Presented as a Report to the Ministry of Fisheries
Because some species are caught jointly, fishers who want to catch one must own quota for the other. This has both ecological and economic implications. Previous literature on the economics of bycatch includes (Boyce 1996), (Larson, Brett et al. 1998), (Squires, Cambell et al. 1998), (Neher 1988) and (Squires and Kirkley 1995).
Most existing literature either theoretically models bycatch relationships or discusses the problems and approaches to management when there are significant bycatch relationships. We focus instead on the market implications.
A joint production relationship means that the lease prices of the quota should be related. We test this idea using a specific instance where the bycatch relationship is clear and simple. We use observer data to identify the relationship between hoki and hake catches, both spatially and temporally. This offers a simple 'natural experiment' where the level of bycatch varies across space and time and we can study the effect of this variation on the relationships between the quota lease prices. We first develop a more formal model of the joint determination of lease prices. We use this to develop testable hypotheses about lease price relationships.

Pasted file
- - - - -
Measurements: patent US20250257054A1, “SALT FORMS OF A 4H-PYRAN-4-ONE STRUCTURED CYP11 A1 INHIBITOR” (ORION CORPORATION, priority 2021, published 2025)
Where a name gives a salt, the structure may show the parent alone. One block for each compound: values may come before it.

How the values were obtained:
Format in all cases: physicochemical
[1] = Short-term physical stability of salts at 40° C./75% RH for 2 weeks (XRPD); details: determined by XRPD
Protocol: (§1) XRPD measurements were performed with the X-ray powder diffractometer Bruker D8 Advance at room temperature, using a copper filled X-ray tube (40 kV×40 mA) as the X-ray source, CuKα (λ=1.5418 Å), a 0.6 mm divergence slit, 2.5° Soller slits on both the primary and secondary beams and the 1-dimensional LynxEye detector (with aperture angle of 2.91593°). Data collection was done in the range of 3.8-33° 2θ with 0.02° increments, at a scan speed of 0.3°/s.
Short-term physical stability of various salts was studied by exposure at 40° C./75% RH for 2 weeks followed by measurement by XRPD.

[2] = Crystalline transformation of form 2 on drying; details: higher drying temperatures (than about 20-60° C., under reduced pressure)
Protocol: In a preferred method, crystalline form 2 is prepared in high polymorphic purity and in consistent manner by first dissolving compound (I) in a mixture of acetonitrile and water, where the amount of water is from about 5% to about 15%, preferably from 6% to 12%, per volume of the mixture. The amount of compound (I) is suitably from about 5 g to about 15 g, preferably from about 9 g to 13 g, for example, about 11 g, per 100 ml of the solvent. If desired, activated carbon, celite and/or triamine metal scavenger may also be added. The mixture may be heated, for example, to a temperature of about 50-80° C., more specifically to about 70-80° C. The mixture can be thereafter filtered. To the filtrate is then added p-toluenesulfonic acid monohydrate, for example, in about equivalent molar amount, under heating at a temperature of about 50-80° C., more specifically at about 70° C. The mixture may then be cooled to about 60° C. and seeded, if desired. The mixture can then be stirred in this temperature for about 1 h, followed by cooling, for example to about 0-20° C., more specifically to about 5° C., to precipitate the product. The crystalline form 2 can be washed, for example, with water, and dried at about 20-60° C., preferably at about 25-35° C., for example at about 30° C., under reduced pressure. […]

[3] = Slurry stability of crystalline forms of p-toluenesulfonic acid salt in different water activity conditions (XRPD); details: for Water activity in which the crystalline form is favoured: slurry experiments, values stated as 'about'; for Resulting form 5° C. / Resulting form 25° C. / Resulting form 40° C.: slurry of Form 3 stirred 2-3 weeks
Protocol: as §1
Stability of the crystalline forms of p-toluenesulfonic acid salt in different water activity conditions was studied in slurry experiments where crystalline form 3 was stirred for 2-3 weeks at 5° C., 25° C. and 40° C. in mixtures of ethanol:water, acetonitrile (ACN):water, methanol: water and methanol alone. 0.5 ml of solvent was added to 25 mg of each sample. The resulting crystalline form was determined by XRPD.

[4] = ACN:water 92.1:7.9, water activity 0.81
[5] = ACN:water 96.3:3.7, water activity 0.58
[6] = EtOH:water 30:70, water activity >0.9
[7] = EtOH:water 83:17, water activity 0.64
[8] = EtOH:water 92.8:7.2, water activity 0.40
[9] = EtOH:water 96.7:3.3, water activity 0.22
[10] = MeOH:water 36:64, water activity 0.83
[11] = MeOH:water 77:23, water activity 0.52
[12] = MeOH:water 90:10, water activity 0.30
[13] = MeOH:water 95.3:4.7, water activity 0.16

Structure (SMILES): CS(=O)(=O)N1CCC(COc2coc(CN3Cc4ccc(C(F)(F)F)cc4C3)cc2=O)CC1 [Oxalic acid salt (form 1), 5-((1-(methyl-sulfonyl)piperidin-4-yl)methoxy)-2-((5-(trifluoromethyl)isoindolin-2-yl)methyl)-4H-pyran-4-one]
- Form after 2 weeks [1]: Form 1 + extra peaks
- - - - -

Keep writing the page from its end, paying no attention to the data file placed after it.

We then develop the dataset on bycatch intensity and link these data to our other data on quota lease prices and their determinants. Finally we test our hypotheses.